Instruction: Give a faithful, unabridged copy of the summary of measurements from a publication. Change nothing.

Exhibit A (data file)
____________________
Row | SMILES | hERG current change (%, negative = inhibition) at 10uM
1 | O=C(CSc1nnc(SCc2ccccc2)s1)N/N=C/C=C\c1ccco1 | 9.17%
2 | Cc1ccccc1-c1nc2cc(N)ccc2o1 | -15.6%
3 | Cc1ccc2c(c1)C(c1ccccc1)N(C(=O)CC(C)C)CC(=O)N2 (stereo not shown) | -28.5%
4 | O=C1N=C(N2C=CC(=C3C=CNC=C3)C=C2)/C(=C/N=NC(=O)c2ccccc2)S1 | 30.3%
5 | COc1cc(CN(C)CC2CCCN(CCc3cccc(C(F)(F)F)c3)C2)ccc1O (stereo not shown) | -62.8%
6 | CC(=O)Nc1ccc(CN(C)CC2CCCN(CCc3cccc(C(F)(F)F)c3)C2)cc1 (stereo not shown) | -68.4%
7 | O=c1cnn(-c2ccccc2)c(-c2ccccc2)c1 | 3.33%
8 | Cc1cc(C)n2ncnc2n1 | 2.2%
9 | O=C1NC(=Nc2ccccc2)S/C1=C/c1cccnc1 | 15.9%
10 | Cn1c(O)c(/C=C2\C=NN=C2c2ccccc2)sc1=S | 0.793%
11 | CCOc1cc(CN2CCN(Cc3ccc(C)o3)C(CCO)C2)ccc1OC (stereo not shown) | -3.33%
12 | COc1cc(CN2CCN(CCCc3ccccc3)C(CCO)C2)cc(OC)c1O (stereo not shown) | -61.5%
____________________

Row | SMILES | hERG current change (%, negative = inhibition) at 10uM
1 | O=C(CSc1nnc(SCc2ccccc2)s1)N/N=C/C=C\c1ccco1 | 9.17%
2 | Cc1ccccc1-c1nc2cc(N)ccc2o1 | -15.6%
3 | Cc1ccc2c(c1)C(c1ccccc1)N(C(=O)CC(C)C)CC(=O)N2 (stereo not shown) | -28.5%
4 | O=C1N=C(N2C=CC(=C3C=CNC=C3)C=C2)/C(=C/N=NC(=O)c2ccccc2)S1 | 30.3%
5 | COc1cc(CN(C)CC2CCCN(CCc3cccc(C(F)(F)F)c3)C2)ccc1O (stereo not shown) | -62.8%
6 | CC(=O)Nc1ccc(CN(C)CC2CCCN(CCc3cccc(C(F)(F)F)c3)C2)cc1 (stereo not shown) | -68.4%
7 | O=c1cnn(-c2ccccc2)c(-c2ccccc2)c1 | 3.33%
8 | Cc1cc(C)n2ncnc2n1 | 2.2%
9 | O=C1NC(=Nc2ccccc2)S/C1=C/c1cccnc1 | 15.9%
10 | Cn1c(O)c(/C=C2\C=NN=C2c2ccccc2)sc1=S | 0.793%
11 | CCOc1cc(CN2CCN(Cc3ccc(C)o3)C(CCO)C2)ccc1OC (stereo not shown) | -3.33%
12 | COc1cc(CN2CCN(CCCc3ccccc3)C(CCO)C2)cc(OC)c1O (stereo not shown) | -61.5%